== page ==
For most of the last few decades, when national theater observers talked about Texas, the conversation focused on just one theater: the Alley, in Houston. It regularly premiered major works, like Horton Foote’s “The Carpetbagger’s Children,” the musical “Jekyll & Hyde” and Tennessee Williams’s posthumously discovered “Not About Nightingales.”

In 1996, the Alley won the Regional Theatre Tony Award, the only Texas theater to win that prestigious prize. Other companies in the state may have been well regarded among locals, but, the thinking went, they weren’t doing the groundbreaking work that caused tastemakers in New York to pay attention.

That perception is rapidly changing. Though the Alley remains the state’s heavy hitter, with an annual budget north of $14 million and recent world premieres like Rajiv Joseph’s “Gruesome Playground Injuries,” the theater earlier this year sustained a high-profile disappointment. Gregory Boyd, the Alley’s artistic director, co-wrote the book for and directed the musical “Wonderland,” which had a short run at the Alley, before opening on Broadway in April. But the show was a flop; it received mostly negative reviews and closed after just 31 previews and 33 regular performances.

Perhaps more notably, the Texas theater buzz has traveled north, to the Dallas Theater Center, a company that has recently made impressive strides. It premiered a musical-comedy in early 2010 called “Give It Up!”, which recently had a successful Off Broadway run in New York and will open on Broadway this year under the new title “Lysistrata Jones,” with a number of the original Dallas cast members. Another world premiere, a reworked version of the 1966 musical “It’s a Bird … It’s a Plane … It’s Superman,” was staged during the summer of 2010.

The company just wrapped its most recent season with nearly sold-out, well-reviewed productions of a pair of American musical staples: a hyper-eroticized version of “Cabaret” and a flashy revival of “The Wiz,” in which audiences sat in “pods” that stagehands moved throughout the performance. People are now whispering that the Dallas Theater Center might win a Regional Theatre Tony Award of its own.

“I don’t feel like the ugly stepsister to Cinderella anymore,” said Kevin Moriarty, the company’s artistic director, when asked about comparisons to the Alley.

Mr. Moriarty, 45, was hired in 2007 and charged with reinvigorating the company as it moved to its new home in the Dee and Charles Wyly Theatre, designed by internationally renowned architects Joshua Prince-Ramus and Rem Koolhaas as part of Dallas’s downtown arts district.

During the 2009-10 season, the company’s first at the Wyly, ticket sales increased 51 percent over the previous season, and in the following season, there was an additional 31 percent increase. At a time when many arts organizations are scaling back, the company’s operating budget has grown to a projected $8.6 million for the 2011-12 season from approximately $5.7 million, when Mr. Moriarty first took over. (Mr. Moriarty said the recent death of the longtime donor Charles Wyly would not financially affect the company.)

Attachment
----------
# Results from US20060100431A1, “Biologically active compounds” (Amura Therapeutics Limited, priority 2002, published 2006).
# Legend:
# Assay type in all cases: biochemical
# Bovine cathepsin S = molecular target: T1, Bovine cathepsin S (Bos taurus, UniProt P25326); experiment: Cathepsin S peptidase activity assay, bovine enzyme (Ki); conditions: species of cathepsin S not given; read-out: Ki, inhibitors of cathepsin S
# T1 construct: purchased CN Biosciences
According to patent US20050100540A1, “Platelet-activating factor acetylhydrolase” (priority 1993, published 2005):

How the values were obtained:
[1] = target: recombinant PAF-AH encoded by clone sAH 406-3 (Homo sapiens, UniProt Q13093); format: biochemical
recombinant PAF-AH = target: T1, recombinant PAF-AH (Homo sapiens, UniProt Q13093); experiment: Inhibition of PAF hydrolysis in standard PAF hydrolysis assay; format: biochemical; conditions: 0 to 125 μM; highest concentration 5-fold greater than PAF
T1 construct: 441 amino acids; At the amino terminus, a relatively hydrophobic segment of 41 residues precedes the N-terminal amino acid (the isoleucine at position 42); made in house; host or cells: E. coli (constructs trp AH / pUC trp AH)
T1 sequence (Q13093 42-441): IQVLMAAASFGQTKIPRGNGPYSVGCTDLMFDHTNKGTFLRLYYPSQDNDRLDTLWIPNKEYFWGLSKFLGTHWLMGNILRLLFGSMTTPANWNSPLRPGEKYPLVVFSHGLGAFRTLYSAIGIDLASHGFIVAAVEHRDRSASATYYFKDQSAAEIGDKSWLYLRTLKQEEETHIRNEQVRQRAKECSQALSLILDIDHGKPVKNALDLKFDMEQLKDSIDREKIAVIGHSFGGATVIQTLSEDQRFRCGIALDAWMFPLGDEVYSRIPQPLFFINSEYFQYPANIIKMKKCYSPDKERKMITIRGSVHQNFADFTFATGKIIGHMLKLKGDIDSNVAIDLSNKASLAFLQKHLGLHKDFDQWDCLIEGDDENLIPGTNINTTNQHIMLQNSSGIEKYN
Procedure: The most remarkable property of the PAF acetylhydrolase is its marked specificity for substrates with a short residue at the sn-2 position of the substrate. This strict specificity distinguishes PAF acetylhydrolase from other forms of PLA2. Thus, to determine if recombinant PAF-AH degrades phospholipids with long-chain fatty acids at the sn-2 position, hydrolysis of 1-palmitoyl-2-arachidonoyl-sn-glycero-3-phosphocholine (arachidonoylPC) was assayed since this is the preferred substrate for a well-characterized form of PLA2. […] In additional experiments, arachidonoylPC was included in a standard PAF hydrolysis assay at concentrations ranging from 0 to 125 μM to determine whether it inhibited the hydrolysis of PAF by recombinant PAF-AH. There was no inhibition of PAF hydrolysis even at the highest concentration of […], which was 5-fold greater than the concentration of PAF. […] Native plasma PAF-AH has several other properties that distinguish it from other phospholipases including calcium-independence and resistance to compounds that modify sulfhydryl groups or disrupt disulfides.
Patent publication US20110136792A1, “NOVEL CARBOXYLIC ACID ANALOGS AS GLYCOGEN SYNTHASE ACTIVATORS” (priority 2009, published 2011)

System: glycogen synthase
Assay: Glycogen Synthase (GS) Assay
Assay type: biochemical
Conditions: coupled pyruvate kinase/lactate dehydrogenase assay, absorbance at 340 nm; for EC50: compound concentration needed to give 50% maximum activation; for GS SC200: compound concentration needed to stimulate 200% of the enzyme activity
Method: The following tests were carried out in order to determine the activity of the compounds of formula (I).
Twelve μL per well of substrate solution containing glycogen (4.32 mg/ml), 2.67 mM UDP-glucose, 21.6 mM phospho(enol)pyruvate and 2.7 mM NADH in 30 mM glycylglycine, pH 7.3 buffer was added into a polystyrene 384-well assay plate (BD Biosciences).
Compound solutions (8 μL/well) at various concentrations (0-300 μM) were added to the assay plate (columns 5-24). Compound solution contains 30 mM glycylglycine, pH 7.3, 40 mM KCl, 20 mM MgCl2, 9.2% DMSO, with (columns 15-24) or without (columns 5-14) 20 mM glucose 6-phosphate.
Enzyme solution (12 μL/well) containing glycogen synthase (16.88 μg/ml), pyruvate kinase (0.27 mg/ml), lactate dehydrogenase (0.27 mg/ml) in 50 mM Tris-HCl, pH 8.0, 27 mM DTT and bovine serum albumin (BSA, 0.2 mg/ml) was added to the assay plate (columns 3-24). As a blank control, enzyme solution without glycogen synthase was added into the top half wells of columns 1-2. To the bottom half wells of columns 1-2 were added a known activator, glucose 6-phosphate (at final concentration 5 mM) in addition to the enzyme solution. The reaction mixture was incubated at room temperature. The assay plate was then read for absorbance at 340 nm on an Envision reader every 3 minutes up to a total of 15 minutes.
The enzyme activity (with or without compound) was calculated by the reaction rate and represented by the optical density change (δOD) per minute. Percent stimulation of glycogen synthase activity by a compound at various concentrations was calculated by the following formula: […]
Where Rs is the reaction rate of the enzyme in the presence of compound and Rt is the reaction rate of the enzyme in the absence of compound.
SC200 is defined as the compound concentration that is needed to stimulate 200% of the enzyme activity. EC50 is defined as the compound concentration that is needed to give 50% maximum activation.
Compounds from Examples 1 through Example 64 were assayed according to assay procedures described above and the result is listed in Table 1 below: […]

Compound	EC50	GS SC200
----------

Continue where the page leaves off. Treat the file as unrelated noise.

Local theater observers say much of this success can be attributed directly to Mr. Moriarty, who has transformed an organization previously regarded as accomplished but aloof — and known mostly for importing actors, directors and technicians from other cities — into one that is much more directly engaged with the community.

“He spent his first year here going to all the other theaters, getting to know the local talent pool and meeting with a lot of the critics,” said Mark Lowry, the co-founder and editor of the online magazine TheaterJones, which focuses on theater and the performing arts in North Texas.

(Mr. Lowry, a member of the American Theatre Critics Association, which makes recommendations to the Tony Administration Committee for the regional theater award, declined to say whether he had suggested the Dallas Theater Center for the prize.)

Liz Mikel, a Dallas-based performer who has been with the company since 1991, and recently starred as Evillene the Wicked Witch of the West in “The Wiz,” added, “He was thrilled that we have such a wide variety of actors, ingénues and characters actors living and working here in Dallas.”

With all this praise, should the Alley be concerned that Dallas is stealing its thunder? Regional theater companies tend to be diplomatic and sidestep questions about competition. “The Alley is delighted that Dallas Theater Center has a new home that will allow them more flexibility to produce theater in a variety of theatrical configurations,” said Dean R. Gladden, the Alley’s managing director.

For his part, Mr. Moriarty said that while he’d happily accept any prize offered him, he doesn’t think much about the Regional Theatre Tony Award. He’s more concerned with deepening the company’s ties to the community and expanding its national reach. To that end, he re-formed a resident acting company, which the Dallas Theater Center hasn’t had since the early 1990s.

He has also scheduled an ambitious lineup for the upcoming season, which includes “Giant,” a reworked version of a musical based on the Edna Ferber novel, first mounted at the Virginia-based Signature Theatre in 2009. (It is a co-production with the Public Theater in New York, where it will travel after its Dallas run.)

“Our goal is to be of and for the community,” Mr. Moriarty said. He paused and added, “Everyone says they believe in the community. But audiences can tell when you’re just saying that, and when you really mean it.”